lifespan of residential plumbing

What is the Life Expectancy of Residential Plumbing?

The life expectancy of your residential plumbing system will depend a lot on the material your pipes are made from, your maintenance routine, and the water in your area. Some materials naturally last longer than others, but this can be affected by maintenance, hard water, and other water impurities. Check out what kind of residential plumbing pipes you have and see how long they’ll last, here.


Average Life Expectancy of a Residential Plumbing System

Copper – These pipes start off looking like a dull penny, and may develop a green tint because of oxidation. Think of the Statue of Liberty. If your pipes look like that, they’re made from copper. These are usually found in homes built after 1950. They usually last around 50 years.

Brass – These pipes are yellow and shiny, like a trumpet. They’re not often used for piping, but when they are used, they’re screwed together instead of soldered. They can last from 50 to 70 years.

Cast Iron – These pipes are usually a gray color and used for drain lines. They are more common in older buildings and can last 75 to 100 years.

PEX – These pipes are made from a durable yet flexible plastic and started being used in the 1980s. They often have red and blue lines for hot and cold water, but are sometimes clear for both. These pipes last around 40 years.

PVC – These opaque white pipes were introduced in the 1970s, but weren’t commonly used until the 1990s. When you used as supply lines, you can usually get around 75 years out of them. For drain lines, the lifespan is indefinite.

Lead – These dull gray pipes were used in the 1800s and banned by 1920 due to the toxicity of the lead getting into the water supply. If you can easily scratch the surface with a knife or key, you likely have lead pipes and should have them replaced immediately.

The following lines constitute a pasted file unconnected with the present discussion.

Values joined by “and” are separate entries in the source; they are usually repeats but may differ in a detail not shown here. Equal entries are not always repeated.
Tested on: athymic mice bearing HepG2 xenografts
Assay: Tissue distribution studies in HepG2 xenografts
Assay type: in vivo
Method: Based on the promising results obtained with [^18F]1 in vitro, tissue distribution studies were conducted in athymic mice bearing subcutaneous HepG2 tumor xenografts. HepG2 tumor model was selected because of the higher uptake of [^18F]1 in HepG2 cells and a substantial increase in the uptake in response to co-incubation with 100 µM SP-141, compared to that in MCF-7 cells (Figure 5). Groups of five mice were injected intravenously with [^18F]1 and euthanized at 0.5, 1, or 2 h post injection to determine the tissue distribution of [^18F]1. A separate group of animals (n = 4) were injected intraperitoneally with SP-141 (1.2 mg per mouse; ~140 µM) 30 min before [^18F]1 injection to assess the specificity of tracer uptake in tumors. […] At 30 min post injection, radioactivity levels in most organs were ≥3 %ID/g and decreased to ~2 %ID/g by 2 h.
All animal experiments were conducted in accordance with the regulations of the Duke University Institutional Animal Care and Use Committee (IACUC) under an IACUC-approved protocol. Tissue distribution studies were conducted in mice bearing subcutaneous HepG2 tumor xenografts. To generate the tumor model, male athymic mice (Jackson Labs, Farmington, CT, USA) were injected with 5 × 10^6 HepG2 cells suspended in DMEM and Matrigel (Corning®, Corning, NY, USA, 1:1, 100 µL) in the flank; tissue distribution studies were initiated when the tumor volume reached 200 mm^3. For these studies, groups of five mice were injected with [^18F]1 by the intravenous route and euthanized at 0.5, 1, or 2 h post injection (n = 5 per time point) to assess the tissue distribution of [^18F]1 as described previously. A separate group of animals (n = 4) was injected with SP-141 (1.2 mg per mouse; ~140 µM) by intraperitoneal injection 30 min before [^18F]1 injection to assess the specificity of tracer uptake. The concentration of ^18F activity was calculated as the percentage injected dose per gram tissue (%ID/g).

Galvanized Steel or Iron – These pipes are only used in homes built before 1950. They are dark gray or black and frequently rot away from the inside out. This can leave flakes of steel or iron in your water. They usually last 20 to 50 years so if you have them, you should prioritize replacing them as your next home improvement project.


How to Ensure Your Pipes Last

If you find that your pipes are made from galvanized steel or lead, it is important to have your entire residential plumbing system replaced as soon as possible.

If your pipes are older than the lifespans listed above, call a plumber to come out and inspect your residential plumbing system. You should also contact a plumber if you notice any of the warning signs that your system is in danger during your yearly maintenance check.


Warning Signs It’s Time to Repair or Replace

Since residential plumbing is behind the walls, you might not always see the issues until they become irreparable. Where you can, be sure to inspect any exposed pipes at least once per year. If you notice any cracks or leaks, discolored water from the taps, or signs of discoloration (discoloration, flaking, dimples, and stains), call for a professional.


Best Residential Plumbing Professionals in North Georgia

Whether you’ve determined your pipes unsafe, past their prime, in need of repair, or just want some professional maintenance, give Hulsey (a Blue Flow Company) Environmental a call. Our experts are available to visit your home, evaluate your system, and provide a recommendation to ensure you plumbing is always working well for you.